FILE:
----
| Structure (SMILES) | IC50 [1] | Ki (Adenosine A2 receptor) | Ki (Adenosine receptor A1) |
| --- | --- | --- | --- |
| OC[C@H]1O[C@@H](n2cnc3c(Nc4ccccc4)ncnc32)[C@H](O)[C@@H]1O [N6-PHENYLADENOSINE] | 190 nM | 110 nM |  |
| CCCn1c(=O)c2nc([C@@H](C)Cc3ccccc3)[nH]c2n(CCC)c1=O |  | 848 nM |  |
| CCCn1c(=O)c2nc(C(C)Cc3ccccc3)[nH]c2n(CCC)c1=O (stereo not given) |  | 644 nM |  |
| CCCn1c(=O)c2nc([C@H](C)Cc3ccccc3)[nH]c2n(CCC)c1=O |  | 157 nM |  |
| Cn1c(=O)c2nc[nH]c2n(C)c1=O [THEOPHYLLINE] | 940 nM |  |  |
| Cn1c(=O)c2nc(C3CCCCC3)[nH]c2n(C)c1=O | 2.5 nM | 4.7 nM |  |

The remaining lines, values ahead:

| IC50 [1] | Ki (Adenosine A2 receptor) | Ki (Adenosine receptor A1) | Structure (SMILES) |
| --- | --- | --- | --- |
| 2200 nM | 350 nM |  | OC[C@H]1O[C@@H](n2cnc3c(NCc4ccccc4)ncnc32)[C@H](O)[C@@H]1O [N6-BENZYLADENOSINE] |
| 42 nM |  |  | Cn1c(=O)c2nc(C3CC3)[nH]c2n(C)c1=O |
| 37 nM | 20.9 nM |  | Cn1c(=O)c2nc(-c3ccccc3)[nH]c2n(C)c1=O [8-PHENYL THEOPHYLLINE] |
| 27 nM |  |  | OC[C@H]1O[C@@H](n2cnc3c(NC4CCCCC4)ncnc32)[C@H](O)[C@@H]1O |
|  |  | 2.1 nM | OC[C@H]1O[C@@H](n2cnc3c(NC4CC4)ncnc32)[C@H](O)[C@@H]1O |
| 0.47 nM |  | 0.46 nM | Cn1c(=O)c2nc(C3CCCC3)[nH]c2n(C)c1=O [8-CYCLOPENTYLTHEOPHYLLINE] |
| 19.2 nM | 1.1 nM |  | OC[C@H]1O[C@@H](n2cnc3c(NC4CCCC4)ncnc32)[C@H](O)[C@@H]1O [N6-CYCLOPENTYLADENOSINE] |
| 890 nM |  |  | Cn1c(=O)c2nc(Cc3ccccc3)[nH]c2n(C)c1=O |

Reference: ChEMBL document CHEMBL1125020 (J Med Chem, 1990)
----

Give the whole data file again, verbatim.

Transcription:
| Structure (SMILES) | IC50 [1] | Ki (Adenosine A2 receptor) | Ki (Adenosine receptor A1) |
| --- | --- | --- | --- |
| OC[C@H]1O[C@@H](n2cnc3c(Nc4ccccc4)ncnc32)[C@H](O)[C@@H]1O [N6-PHENYLADENOSINE] | 190 nM | 110 nM |  |
| CCCn1c(=O)c2nc([C@@H](C)Cc3ccccc3)[nH]c2n(CCC)c1=O |  | 848 nM |  |
| CCCn1c(=O)c2nc(C(C)Cc3ccccc3)[nH]c2n(CCC)c1=O (stereo not given) |  | 644 nM |  |
| CCCn1c(=O)c2nc([C@H](C)Cc3ccccc3)[nH]c2n(CCC)c1=O |  | 157 nM |  |
| Cn1c(=O)c2nc[nH]c2n(C)c1=O [THEOPHYLLINE] | 940 nM |  |  |
| Cn1c(=O)c2nc(C3CCCCC3)[nH]c2n(C)c1=O | 2.5 nM | 4.7 nM |  |

The remaining lines, values ahead:

| IC50 [1] | Ki (Adenosine A2 receptor) | Ki (Adenosine receptor A1) | Structure (SMILES) |
| --- | --- | --- | --- |
| 2200 nM | 350 nM |  | OC[C@H]1O[C@@H](n2cnc3c(NCc4ccccc4)ncnc32)[C@H](O)[C@@H]1O [N6-BENZYLADENOSINE] |
| 42 nM |  |  | Cn1c(=O)c2nc(C3CC3)[nH]c2n(C)c1=O |
| 37 nM | 20.9 nM |  | Cn1c(=O)c2nc(-c3ccccc3)[nH]c2n(C)c1=O [8-PHENYL THEOPHYLLINE] |
| 27 nM |  |  | OC[C@H]1O[C@@H](n2cnc3c(NC4CCCCC4)ncnc32)[C@H](O)[C@@H]1O |
|  |  | 2.1 nM | OC[C@H]1O[C@@H](n2cnc3c(NC4CC4)ncnc32)[C@H](O)[C@@H]1O |
| 0.47 nM |  | 0.46 nM | Cn1c(=O)c2nc(C3CCCC3)[nH]c2n(C)c1=O [8-CYCLOPENTYLTHEOPHYLLINE] |
| 19.2 nM | 1.1 nM |  | OC[C@H]1O[C@@H](n2cnc3c(NC4CCCC4)ncnc32)[C@H](O)[C@@H]1O [N6-CYCLOPENTYLADENOSINE] |
| 890 nM |  |  | Cn1c(=O)c2nc(Cc3ccccc3)[nH]c2n(C)c1=O |

Reference: ChEMBL document CHEMBL1125020 (J Med Chem, 1990)